AMARILLO, Texas (KAMR/KCIT) — The legal team of Amarillo Businessman Alex Fairly has filed an appeal notice, along with a motion to “modify, correct or reform the final judgment,” in the Amarillo Civic Center funding-related litigation in Potter County District Court Monday afternoon.

In response to the ruling in the case, brought down on Oct. 25, the legal team for the city of Amarillo filed its own appeal notice on Nov. 10. The city previously filed its own motion to “modify, correct or reform the final judgment” in the case on Nov. 4.

How did we get here?

This comes after William Sowder, the retired judge in this case, ruled in Fairly’s favor in the litigation on Oct. 25 after a two-day trial last month. According to previous reports by MyHighPlains.com, Sowder ultimately determined that the city of Amarillo could not legally use $260 million in anticipation notes to fund the expansion and renovation of the Amarillo Civic Center Complex because of the city’s violations of the Texas Open Meetings Act and the city’s violations of the Texas Government Code.

The city of Amarillo filed its notice of accelerated appeal on Nov. 10, coming after the city filed its motion to modify on Nov. 4. This motion to modify ultimately challenged each of the violations that Sowder brought down, with officials stating at the time that the city’s notice of appeal can be withdrawn if the Sowder’s ruling ultimately changes.

Officials with the city of Amarillo said at the time that the appeal notice stemmed from Sowder’s ruling creating an “area of confusion” on how the city can issue debt. Officials said they need clarification on how they can approach future debt issuances.

“As to looking forward, we don’t have clarification on how we should post a notice, how we should draft the agenda item for a debt issuance. We followed the same process and pattern that we had used in the past, that the Attorney General had approved in the past, that state law laid out the process for. We followed that process. Now, we have indication that that process might not have been what we should have followed,” Amarillo Mayor Ginger Nelson said at the time. “So, it conflicts with state law and that’s why we feel like we have a responsibility to follow the appeals process to get more clarification on how would a city issue debt.”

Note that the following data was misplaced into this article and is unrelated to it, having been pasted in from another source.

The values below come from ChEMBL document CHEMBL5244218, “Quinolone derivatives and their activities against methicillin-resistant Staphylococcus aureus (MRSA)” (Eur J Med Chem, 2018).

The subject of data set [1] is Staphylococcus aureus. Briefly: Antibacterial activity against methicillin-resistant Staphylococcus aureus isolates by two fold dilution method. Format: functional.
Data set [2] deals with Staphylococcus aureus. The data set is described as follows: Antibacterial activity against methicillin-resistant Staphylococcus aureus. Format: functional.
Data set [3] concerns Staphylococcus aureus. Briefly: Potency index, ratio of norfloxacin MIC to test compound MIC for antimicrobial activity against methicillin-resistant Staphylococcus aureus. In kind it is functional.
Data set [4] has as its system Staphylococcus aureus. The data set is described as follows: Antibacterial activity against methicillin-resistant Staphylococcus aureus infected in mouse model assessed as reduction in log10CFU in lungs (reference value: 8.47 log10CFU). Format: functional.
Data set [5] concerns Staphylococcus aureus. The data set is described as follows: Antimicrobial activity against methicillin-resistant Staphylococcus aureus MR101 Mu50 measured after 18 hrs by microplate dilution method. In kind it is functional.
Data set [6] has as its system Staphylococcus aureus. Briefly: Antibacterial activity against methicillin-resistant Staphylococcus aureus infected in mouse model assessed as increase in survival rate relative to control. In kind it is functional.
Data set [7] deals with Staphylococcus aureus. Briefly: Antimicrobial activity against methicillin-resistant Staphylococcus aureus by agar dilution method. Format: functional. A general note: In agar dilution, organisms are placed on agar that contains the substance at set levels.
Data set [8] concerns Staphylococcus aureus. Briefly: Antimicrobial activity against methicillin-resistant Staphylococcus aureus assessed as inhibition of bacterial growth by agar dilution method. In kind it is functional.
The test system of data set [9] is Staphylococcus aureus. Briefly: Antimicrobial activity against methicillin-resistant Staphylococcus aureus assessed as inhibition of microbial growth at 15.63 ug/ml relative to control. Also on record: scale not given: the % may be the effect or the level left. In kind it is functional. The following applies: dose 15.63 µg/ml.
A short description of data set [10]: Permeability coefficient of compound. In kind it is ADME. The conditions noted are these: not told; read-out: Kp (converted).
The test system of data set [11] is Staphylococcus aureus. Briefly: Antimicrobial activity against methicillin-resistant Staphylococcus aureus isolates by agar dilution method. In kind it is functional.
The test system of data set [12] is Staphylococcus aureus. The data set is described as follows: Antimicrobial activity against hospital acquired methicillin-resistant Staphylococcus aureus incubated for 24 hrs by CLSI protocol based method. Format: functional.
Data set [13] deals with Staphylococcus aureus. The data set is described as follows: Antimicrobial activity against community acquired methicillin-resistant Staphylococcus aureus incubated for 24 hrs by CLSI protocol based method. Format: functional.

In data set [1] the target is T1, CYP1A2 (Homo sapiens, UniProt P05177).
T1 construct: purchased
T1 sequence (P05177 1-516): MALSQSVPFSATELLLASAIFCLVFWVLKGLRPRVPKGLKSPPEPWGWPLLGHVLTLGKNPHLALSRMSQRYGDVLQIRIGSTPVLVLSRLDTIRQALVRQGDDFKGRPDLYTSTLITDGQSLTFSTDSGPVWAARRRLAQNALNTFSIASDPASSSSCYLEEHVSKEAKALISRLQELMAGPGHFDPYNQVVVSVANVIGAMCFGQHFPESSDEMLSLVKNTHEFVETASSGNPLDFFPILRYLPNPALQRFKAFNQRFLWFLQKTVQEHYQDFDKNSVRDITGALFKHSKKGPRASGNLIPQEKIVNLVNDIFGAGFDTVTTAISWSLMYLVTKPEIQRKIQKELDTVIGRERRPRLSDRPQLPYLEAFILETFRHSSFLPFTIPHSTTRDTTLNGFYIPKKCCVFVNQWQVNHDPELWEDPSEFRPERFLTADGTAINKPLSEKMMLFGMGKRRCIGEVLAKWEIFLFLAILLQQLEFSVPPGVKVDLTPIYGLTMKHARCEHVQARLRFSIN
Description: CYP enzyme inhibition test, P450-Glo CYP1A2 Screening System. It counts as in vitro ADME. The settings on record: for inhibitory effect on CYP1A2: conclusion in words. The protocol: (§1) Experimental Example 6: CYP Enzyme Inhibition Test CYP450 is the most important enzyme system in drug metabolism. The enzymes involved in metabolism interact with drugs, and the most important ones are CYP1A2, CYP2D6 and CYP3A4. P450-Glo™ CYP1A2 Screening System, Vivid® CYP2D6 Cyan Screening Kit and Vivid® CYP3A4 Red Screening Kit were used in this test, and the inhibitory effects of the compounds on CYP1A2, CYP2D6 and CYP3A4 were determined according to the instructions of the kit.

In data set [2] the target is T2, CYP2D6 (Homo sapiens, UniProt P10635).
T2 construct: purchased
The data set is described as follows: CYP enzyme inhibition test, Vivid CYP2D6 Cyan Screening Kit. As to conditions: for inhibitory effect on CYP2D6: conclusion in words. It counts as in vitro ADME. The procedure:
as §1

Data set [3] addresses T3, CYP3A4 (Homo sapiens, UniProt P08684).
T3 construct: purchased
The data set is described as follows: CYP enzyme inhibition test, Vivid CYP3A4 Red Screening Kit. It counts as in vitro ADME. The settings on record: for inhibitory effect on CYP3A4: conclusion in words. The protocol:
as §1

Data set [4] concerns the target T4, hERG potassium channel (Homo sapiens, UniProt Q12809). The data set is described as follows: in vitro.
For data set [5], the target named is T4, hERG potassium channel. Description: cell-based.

In a statement provided to MyHighPlains.com on Nov. 10, Fairly’s team challenged this approach, stating that the city of Amarillo does not need clarification on the rules. They just need to follow the rules outlined by state law in issuing debt.

What do the new documents say?

Around 3:15 p.m. Monday, Fairly’s legal team filed a notice of appeal in the Civic Center funding-related litigation. Documents obtained by MyHighPlains.com state that the appeal is regarding the final judgment from Oct. 25, along with “any other adverse rulings and/or orders by the Court that predate or postdate the Court’s final judgment.”

Like the city of Amarillo’s appeal notice, Fairly’s appeal notice was also an accelerated notice, which is required by Texas law to be submitted 20 days after a judgment. According to previous reports, city of Amarillo officials said that an accelerated appeal notice was filed because the original proceeding by the city was an expedited proceeding. The notice will be appealed to the Seventh Court of Appeals in Amarillo.

Along with the appeal notice. Fairly’s team also filed a motion to modify the judgment, asking Sowder to include a declaration that was not initially included in the ruling. Fairly’s team is arguing that the ruling should be modified to reflect their belief that “the city failed to impose the tax in Ordinance 7985 (the ordinance which issued the anticipation notes for the Civic Center project) as required by 1431.008(b) of the Texas Government Code.”